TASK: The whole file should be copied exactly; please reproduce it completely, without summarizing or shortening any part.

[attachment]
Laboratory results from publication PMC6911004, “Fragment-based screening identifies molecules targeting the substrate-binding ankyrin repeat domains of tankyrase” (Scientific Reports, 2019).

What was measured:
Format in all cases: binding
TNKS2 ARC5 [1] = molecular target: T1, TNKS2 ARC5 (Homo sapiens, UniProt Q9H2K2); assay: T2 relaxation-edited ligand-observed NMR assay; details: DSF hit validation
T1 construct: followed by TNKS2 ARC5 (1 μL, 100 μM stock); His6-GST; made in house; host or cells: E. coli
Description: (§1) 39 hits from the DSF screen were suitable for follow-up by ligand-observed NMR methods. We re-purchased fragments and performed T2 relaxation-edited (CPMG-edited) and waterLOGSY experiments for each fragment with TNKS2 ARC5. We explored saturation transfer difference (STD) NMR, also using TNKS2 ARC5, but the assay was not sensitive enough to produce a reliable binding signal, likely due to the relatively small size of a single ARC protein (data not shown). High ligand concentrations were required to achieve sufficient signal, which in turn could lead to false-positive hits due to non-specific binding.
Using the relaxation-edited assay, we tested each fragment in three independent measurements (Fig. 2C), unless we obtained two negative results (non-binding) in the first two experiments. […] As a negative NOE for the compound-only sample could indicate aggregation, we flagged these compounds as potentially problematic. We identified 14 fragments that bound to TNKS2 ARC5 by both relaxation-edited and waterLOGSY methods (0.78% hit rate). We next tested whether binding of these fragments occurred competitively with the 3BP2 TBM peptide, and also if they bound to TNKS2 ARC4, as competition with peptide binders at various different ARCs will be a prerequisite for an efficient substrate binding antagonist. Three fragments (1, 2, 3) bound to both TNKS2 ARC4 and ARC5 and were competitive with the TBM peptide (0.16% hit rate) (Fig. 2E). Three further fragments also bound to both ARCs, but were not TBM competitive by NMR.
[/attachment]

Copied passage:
Laboratory results from publication PMC6911004, “Fragment-based screening identifies molecules targeting the substrate-binding ankyrin repeat domains of tankyrase” (Scientific Reports, 2019).

What was measured:
Format in all cases: binding
TNKS2 ARC5 [1] = molecular target: T1, TNKS2 ARC5 (Homo sapiens, UniProt Q9H2K2); assay: T2 relaxation-edited ligand-observed NMR assay; details: DSF hit validation
T1 construct: followed by TNKS2 ARC5 (1 μL, 100 μM stock); His6-GST; made in house; host or cells: E. coli
Description: (§1) 39 hits from the DSF screen were suitable for follow-up by ligand-observed NMR methods. We re-purchased fragments and performed T2 relaxation-edited (CPMG-edited) and waterLOGSY experiments for each fragment with TNKS2 ARC5. We explored saturation transfer difference (STD) NMR, also using TNKS2 ARC5, but the assay was not sensitive enough to produce a reliable binding signal, likely due to the relatively small size of a single ARC protein (data not shown). High ligand concentrations were required to achieve sufficient signal, which in turn could lead to false-positive hits due to non-specific binding.
Using the relaxation-edited assay, we tested each fragment in three independent measurements (Fig. 2C), unless we obtained two negative results (non-binding) in the first two experiments. […] As a negative NOE for the compound-only sample could indicate aggregation, we flagged these compounds as potentially problematic. We identified 14 fragments that bound to TNKS2 ARC5 by both relaxation-edited and waterLOGSY methods (0.78% hit rate). We next tested whether binding of these fragments occurred competitively with the 3BP2 TBM peptide, and also if they bound to TNKS2 ARC4, as competition with peptide binders at various different ARCs will be a prerequisite for an efficient substrate binding antagonist. Three fragments (1, 2, 3) bound to both TNKS2 ARC4 and ARC5 and were competitive with the TBM peptide (0.16% hit rate) (Fig. 2E). Three further fragments also bound to both ARCs, but were not TBM competitive by NMR.